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2008/2009 Grammy nominations announced

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John Mayer is dwarfed by the spectacle as he announces the record of the year nominees at "The Grammy Nominations Concert Live" Wednesday night in Los Angeles. (Chris Pizzello/AP)

For the first time in their 51-year history, Grammy sponsors the Recording Academy announced the nominees for 2008 not at a boring, overblown press conference -- but during a boring, overblown television special that aired live Wednesday night from Los Angeles.

Leading the pack with eight nominations was the filthy-minded dirty South rapper Lil Wayne. Moody rockers Coldplay garnered seven nods, and rap and R&B stars Jay-Z, Ne-Yo and Chicago's Kanye West claimed six each.

Click here for the complete list of Grammy nominations.

West's nods were all for productions for or collaborations with other artists, including Lil Wayne and R&B chanteuse Estelle. Because of the odd way the Grammys define "a year," West's 2008 release "808s & Heartbreak" will not be eligible for consideration until 2009.

Following on his mentor West's heels, South Side rapper Lupe Fiasco was honored with four nods for best rap/sung collaboration and best rap song ("Superstar" with local singer Matthew Santos), best rap album ("The Cool") and best rap solo performance ("Paris, Tokyo").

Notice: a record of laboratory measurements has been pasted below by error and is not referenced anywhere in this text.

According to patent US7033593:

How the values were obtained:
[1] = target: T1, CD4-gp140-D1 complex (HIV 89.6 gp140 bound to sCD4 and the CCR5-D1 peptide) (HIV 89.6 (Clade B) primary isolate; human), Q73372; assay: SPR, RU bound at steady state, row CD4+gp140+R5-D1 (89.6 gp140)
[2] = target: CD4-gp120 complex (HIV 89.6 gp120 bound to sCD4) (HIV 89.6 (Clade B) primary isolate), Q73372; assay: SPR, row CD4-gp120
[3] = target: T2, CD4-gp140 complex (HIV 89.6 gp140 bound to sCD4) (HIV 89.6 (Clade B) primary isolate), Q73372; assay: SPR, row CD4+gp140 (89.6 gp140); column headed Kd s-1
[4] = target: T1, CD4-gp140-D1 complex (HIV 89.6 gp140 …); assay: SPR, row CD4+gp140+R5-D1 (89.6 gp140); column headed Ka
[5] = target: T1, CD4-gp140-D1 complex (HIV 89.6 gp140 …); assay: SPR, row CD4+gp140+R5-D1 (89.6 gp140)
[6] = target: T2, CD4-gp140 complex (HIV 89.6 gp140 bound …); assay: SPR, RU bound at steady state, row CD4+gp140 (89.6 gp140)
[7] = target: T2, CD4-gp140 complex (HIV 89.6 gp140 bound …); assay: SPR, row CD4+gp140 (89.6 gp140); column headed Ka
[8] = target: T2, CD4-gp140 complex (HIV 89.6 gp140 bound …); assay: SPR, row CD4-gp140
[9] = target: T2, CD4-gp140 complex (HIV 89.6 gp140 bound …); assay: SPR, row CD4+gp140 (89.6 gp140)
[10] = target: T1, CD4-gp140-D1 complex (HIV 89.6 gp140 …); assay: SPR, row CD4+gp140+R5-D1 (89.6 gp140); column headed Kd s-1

In the major categories, vying for the album of the year are Coldplay ("Viva La Vida"), Lil Wayne ("Tha Carter III"), Ne-Yo ("Year of the Gentleman"), Robert Plant and Alison Krauss ("Raising Sand") and Radiohead ("In Rainbows").

Nominees for record of the year, which honors the best single recording, were Adele ("Chasing Pavements"), Coldplay ("Viva La Vida"), Leona Lewis ("Bleeding Love"), M.I.A. ("Paper Planes) and Plant and Krauss ("Please Read the Letter").

Nominees for song of the year, which honors the songwriters, were "American Boy" (recorded by Estelle, featuring Kanye West), "Chasing Pavements" (recorded and co-written by Adele), "I'm Yours" (recorded and written by Jason Mraz), "Love Songs" (recorded and written by Sara Bareilles) and "Viva La Vida" (recorded and written by Coldplay).

Those three of the "big four" categories boast the usual mix of super-popular, super-predictable and genuinely worthy. But the best new artist slate for 2008 was particularly embarrassing, with nominees Adele and Duffy, two British singers working variations on the Amy Winehouse formula; teen-pop hypes the Jonas Brothers, who actually released their third album this year; the glossy Nashville act Lady Antebellum and Philly soul singer Jazmine Sullivan.

Though the winners often fail to reflect the most artistically significant or innovative recordings each year, the Grammy remains the music industry's most prestigious annual award. Yet while sponsors the Recording Academy bill it as "music's biggest night," the award telecast has been suffering from a sharp decline in ratings.